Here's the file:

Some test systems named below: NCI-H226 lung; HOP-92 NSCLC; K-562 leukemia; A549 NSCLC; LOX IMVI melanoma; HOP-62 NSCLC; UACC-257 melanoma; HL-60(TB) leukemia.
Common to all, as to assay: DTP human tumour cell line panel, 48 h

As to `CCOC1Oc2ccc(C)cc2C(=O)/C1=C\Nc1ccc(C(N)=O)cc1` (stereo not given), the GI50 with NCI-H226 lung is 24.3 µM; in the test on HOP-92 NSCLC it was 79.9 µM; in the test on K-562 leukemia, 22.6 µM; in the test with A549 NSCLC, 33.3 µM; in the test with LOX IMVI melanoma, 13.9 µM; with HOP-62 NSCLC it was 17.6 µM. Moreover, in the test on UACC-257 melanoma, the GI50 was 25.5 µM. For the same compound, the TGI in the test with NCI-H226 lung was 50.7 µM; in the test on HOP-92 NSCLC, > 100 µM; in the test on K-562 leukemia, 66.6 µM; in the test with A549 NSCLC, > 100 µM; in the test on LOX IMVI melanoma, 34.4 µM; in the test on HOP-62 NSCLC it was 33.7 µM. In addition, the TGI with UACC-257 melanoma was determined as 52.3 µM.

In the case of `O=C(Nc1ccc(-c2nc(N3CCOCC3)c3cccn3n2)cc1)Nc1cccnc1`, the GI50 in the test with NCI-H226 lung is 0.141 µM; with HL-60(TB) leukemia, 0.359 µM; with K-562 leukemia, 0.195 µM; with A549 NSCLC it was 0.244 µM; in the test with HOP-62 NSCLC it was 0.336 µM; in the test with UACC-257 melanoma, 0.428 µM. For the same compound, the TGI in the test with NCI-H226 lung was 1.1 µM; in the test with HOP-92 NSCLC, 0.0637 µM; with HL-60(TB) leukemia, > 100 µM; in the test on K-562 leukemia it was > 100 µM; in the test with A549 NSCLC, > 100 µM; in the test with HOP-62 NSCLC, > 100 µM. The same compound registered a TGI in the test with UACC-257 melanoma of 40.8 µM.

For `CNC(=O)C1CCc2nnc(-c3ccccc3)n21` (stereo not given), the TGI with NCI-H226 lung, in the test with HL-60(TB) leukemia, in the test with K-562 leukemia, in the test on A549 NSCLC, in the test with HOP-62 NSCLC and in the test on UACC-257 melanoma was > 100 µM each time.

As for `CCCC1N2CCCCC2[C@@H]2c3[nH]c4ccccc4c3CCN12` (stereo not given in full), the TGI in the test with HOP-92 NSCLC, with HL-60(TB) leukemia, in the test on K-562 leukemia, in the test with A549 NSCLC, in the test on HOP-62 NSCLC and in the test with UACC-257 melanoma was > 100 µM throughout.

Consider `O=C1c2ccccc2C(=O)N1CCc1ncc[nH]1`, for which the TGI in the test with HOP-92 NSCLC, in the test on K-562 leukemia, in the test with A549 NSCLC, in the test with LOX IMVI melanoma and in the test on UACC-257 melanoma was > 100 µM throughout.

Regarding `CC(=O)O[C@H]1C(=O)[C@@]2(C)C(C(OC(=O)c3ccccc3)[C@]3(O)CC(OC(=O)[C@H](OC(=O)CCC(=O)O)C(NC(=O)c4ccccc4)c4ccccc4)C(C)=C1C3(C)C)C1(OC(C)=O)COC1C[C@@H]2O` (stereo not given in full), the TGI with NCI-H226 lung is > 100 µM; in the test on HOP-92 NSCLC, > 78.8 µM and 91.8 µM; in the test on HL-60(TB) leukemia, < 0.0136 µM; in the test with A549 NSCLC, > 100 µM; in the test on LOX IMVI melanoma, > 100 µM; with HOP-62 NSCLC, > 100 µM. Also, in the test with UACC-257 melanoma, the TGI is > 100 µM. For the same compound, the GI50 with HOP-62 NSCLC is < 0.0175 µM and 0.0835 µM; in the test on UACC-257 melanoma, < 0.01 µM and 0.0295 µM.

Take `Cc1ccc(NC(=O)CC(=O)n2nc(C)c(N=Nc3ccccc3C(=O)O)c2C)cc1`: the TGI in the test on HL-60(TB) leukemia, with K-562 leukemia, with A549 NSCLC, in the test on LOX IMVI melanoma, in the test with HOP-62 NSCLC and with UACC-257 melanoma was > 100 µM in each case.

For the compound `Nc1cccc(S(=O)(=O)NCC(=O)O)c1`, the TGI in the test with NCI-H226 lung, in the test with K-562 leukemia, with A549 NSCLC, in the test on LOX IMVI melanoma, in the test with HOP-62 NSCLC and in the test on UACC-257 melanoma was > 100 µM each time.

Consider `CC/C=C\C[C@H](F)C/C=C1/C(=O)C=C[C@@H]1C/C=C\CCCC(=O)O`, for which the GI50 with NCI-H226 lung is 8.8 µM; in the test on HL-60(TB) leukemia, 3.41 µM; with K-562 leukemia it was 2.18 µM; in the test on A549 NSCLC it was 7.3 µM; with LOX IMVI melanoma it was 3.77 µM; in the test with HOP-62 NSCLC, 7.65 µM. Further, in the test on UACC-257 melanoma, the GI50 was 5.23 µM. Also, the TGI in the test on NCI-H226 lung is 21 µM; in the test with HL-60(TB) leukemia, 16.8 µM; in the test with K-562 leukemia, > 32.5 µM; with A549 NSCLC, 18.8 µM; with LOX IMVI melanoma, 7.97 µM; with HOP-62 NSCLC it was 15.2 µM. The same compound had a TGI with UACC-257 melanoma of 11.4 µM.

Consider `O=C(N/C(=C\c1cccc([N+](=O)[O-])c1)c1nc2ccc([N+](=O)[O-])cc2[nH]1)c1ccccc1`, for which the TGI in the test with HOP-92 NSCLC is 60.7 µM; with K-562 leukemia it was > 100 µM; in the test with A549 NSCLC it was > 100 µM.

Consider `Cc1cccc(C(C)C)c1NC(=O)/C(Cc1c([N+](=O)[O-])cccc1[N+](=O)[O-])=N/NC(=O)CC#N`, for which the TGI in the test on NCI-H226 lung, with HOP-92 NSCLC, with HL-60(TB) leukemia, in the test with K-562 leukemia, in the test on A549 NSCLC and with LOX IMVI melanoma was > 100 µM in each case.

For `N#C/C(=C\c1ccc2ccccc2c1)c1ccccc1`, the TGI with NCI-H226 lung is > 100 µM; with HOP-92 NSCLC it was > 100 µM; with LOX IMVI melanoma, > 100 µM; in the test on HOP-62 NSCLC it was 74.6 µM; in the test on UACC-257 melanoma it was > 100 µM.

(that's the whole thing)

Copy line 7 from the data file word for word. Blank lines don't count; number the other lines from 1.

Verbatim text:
Consider `O=C1c2ccccc2C(=O)N1CCc1ncc[nH]1`, for which the TGI in the test with HOP-92 NSCLC, in the test on K-562 leukemia, in the test with A549 NSCLC, in the test with LOX IMVI melanoma and in the test on UACC-257 melanoma was > 100 µM throughout.